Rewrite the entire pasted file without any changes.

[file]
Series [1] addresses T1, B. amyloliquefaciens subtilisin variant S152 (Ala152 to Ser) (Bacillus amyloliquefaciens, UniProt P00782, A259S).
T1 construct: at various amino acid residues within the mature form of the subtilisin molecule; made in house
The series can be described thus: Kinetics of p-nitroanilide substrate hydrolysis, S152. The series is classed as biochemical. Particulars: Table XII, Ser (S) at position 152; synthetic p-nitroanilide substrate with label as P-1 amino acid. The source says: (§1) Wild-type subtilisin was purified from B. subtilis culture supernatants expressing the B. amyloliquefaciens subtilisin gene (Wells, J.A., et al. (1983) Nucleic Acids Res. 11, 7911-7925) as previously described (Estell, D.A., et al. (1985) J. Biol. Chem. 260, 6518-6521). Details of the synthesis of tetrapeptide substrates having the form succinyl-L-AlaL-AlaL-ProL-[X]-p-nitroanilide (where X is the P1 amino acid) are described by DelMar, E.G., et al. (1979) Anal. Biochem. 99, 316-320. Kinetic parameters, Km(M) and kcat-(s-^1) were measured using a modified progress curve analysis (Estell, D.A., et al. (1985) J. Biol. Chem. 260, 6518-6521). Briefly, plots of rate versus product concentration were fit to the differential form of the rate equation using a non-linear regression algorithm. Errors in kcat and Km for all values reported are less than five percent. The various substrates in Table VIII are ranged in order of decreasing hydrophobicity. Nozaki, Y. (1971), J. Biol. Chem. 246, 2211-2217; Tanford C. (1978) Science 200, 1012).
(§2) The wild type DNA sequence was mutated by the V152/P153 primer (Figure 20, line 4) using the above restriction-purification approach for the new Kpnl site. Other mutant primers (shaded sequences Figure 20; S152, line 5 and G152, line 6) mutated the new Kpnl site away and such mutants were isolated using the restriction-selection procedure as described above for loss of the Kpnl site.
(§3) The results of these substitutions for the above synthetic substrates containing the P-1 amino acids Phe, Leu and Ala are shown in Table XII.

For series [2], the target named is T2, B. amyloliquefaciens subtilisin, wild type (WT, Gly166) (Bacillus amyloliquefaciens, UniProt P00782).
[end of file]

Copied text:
Series [1] addresses T1, B. amyloliquefaciens subtilisin variant S152 (Ala152 to Ser) (Bacillus amyloliquefaciens, UniProt P00782, A259S).
T1 construct: at various amino acid residues within the mature form of the subtilisin molecule; made in house
The series can be described thus: Kinetics of p-nitroanilide substrate hydrolysis, S152. The series is classed as biochemical. Particulars: Table XII, Ser (S) at position 152; synthetic p-nitroanilide substrate with label as P-1 amino acid. The source says: (§1) Wild-type subtilisin was purified from B. subtilis culture supernatants expressing the B. amyloliquefaciens subtilisin gene (Wells, J.A., et al. (1983) Nucleic Acids Res. 11, 7911-7925) as previously described (Estell, D.A., et al. (1985) J. Biol. Chem. 260, 6518-6521). Details of the synthesis of tetrapeptide substrates having the form succinyl-L-AlaL-AlaL-ProL-[X]-p-nitroanilide (where X is the P1 amino acid) are described by DelMar, E.G., et al. (1979) Anal. Biochem. 99, 316-320. Kinetic parameters, Km(M) and kcat-(s-^1) were measured using a modified progress curve analysis (Estell, D.A., et al. (1985) J. Biol. Chem. 260, 6518-6521). Briefly, plots of rate versus product concentration were fit to the differential form of the rate equation using a non-linear regression algorithm. Errors in kcat and Km for all values reported are less than five percent. The various substrates in Table VIII are ranged in order of decreasing hydrophobicity. Nozaki, Y. (1971), J. Biol. Chem. 246, 2211-2217; Tanford C. (1978) Science 200, 1012).
(§2) The wild type DNA sequence was mutated by the V152/P153 primer (Figure 20, line 4) using the above restriction-purification approach for the new Kpnl site. Other mutant primers (shaded sequences Figure 20; S152, line 5 and G152, line 6) mutated the new Kpnl site away and such mutants were isolated using the restriction-selection procedure as described above for loss of the Kpnl site.
(§3) The results of these substitutions for the above synthetic substrates containing the P-1 amino acids Phe, Leu and Ala are shown in Table XII.

For series [2], the target named is T2, B. amyloliquefaciens subtilisin, wild type (WT, Gly166) (Bacillus amyloliquefaciens, UniProt P00782).